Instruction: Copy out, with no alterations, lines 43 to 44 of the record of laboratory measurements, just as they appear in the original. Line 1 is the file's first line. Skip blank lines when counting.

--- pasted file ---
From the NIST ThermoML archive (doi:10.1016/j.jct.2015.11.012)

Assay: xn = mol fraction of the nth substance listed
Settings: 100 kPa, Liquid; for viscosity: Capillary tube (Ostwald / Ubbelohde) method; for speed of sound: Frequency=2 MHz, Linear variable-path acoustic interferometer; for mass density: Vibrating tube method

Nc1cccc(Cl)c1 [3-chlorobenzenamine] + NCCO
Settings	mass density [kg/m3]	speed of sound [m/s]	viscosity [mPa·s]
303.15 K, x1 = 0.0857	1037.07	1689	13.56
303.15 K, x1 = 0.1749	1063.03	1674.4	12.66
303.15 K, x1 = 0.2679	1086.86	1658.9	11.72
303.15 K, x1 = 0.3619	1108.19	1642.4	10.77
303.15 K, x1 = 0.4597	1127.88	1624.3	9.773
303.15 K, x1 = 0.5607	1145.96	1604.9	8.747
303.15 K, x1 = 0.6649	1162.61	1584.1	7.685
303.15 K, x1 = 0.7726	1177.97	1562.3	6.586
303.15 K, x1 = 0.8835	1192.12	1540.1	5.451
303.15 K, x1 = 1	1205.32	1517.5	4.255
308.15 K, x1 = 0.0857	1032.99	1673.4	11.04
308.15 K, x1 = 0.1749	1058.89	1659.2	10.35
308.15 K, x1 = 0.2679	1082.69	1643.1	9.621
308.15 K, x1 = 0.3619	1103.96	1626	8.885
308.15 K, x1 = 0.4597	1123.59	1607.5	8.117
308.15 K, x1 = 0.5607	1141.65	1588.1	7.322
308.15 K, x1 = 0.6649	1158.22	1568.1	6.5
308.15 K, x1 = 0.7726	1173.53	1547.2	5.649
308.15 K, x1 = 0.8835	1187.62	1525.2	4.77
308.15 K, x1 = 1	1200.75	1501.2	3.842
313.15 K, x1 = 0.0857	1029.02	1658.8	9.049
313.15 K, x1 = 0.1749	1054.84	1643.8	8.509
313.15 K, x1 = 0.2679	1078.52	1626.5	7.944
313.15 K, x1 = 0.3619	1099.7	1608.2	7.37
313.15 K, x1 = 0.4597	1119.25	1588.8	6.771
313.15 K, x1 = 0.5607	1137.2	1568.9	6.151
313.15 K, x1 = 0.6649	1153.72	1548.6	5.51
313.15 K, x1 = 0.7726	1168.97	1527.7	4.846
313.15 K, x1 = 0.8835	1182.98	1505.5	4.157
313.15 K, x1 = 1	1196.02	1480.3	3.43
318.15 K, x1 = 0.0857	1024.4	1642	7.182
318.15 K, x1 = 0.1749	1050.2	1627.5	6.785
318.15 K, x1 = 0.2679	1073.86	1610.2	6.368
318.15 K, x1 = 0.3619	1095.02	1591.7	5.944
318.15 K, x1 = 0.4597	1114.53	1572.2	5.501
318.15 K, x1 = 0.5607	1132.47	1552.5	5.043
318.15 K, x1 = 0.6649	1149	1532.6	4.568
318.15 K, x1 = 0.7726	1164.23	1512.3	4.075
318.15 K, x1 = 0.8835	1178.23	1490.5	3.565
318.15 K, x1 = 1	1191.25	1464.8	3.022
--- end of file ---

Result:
318.15 K, x1 = 0.7726	1164.23	1512.3	4.075
318.15 K, x1 = 0.8835	1178.23	1490.5	3.565